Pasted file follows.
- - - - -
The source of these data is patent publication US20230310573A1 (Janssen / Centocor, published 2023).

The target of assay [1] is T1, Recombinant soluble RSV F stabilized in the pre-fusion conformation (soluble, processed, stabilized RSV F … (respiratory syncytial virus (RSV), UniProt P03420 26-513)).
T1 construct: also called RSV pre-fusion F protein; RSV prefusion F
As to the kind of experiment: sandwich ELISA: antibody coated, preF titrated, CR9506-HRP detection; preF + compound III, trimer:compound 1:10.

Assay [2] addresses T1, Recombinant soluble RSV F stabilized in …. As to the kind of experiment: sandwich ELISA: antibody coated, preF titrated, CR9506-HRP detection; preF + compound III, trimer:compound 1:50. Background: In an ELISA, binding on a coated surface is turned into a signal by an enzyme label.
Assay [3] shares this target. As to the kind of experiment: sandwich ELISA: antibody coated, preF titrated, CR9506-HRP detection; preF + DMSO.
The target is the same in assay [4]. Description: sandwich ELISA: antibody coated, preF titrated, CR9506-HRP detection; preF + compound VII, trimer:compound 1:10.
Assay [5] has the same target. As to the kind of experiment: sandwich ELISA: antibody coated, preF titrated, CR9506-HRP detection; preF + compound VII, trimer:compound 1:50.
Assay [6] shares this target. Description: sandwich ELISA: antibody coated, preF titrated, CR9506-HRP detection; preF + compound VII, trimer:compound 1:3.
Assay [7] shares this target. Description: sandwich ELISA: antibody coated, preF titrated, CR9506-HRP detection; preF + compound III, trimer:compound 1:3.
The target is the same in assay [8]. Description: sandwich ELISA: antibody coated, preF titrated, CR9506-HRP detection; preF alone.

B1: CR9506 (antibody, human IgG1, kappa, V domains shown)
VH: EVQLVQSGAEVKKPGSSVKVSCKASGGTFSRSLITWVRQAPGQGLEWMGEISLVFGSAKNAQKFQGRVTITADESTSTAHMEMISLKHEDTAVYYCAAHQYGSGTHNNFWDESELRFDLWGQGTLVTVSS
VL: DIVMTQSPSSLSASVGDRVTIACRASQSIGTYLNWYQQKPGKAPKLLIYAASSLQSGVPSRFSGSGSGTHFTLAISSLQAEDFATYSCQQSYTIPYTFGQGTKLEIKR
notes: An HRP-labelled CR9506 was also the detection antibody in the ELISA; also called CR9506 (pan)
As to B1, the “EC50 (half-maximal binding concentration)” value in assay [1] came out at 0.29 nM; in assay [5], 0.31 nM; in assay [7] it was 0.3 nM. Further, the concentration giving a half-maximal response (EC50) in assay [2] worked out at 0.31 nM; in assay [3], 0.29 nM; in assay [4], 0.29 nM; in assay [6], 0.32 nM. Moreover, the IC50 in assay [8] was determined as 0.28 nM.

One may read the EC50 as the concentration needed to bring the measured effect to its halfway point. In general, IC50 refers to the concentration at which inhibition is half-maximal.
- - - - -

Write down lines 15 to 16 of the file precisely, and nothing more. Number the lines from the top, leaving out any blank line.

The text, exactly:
notes: An HRP-labelled CR9506 was also the detection antibody in the ELISA; also called CR9506 (pan)
As to B1, the “EC50 (half-maximal binding concentration)” value in assay [1] came out at 0.29 nM; in assay [5], 0.31 nM; in assay [7] it was 0.3 nM. Further, the concentration giving a half-maximal response (EC50) in assay [2] worked out at 0.31 nM; in assay [3], 0.29 nM; in assay [4], 0.29 nM; in assay [6], 0.32 nM. Moreover, the IC50 in assay [8] was determined as 0.28 nM.